Xavier Centre for Historical Research, Alto Porvorim
Climate change has been recognized as one of the defining challenges of the 21st century. Over the last 40 years, the adverse global impacts of global warming driven climate change has sharply increased. The World Meteorological Organization had to declare the 10 years from 2001-2010 as the “Decade of Climate Extremes”, as the massive losses and damages broke all records. The last six decades have all been warmer than the earlier ones, and the last 10 months have all broken the records of the “warmest months on instrumental record”, kept from 1880. The atmospheric Carbon Dioxide concentration has crossed 400 parts per million, the highest level in at least the last one million years of Earth’s climatic history. Scientists predict massive rise of sea levels, huge increases in storms and floods, unprecedented droughts, unusual snowfall events, wide-spread heat waves, massive pest attacks…. Many of these are already manifesting themselves in countries across the world. And the main driving factors are the massive extraction and burning of fossil carbon fuels for our ever-increasing energy demands, and also the wide-spread deforestation.
Last December, the Paris Agreement on tackling dangerous climate change was concluded at the 21st Conference of Parties of UN Framework Conference on Climate Change. Strangely, this do not talk about a particular cap or drastic reduction in fossil fuel use. In spite of the hype, many scientific analyses are showing that this agreement – if not drastically upgraded – will result in over 3 C rise in global temperatures before 2100, thus crossing the dreaded Tipping Point of Cliamte Change. There is a vastly acclerated extinction of species, bringing in – what many are calling the sixth mass extinction. Though the BRICS countries – except China – do not have a large contribution to Cumulative CO2 emission over the last century, they are some of the fastest rising emitters. China is the biggest global emitter for the last 8-9 years, India has just become the third largest. China, India & Russia are among the top five emitters, Brazil & South Africa also figure amongst the top 20. Together, the five BRICS countries account for about 43% of global emissions, with large implications for climate actions by them. At the same time, these five are also some of the largest users of Coal for their energy needs, the worst possible climate offender. China alone accounts for 45% of global Coal consumption, while BRICS countries together consume over 60% of global coal production ! On the other hand, some of the same countries are also the most vulnerable to climate change impacts, which are already taking a heavy toll of lives, properties and economies.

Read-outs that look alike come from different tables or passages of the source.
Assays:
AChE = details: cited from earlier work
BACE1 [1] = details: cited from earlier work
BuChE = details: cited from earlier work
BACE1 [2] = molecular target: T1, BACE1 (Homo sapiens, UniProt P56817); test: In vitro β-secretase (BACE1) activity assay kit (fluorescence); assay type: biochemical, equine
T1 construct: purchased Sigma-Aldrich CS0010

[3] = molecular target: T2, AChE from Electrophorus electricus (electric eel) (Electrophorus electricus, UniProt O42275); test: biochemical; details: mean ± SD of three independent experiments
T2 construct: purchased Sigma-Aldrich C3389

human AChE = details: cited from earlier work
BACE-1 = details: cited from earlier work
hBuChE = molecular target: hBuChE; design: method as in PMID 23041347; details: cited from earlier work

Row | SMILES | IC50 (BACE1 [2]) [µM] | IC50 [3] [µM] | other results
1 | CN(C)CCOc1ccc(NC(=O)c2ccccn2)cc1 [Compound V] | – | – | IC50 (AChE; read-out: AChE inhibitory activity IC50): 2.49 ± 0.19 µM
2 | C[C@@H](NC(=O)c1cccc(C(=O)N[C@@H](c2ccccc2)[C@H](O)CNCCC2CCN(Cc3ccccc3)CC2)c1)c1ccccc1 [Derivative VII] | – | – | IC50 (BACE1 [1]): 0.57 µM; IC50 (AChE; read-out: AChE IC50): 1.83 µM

Thus it is extremely important for the people of the BRICS countries, as also for the world, that BRICS take a rational and precautionary approach for its vast vulnerable population, and synchronize their energy trends with needed climate actions. This workshop will have some analysis of these and try to explore possible co-working opportunities in BRICS nations to further this goal.
Organisers : BCPH & CFA
Contact : Soumya Dutta/BCPH, firstname.lastname@example.org, Maju Varghese : email@example.com,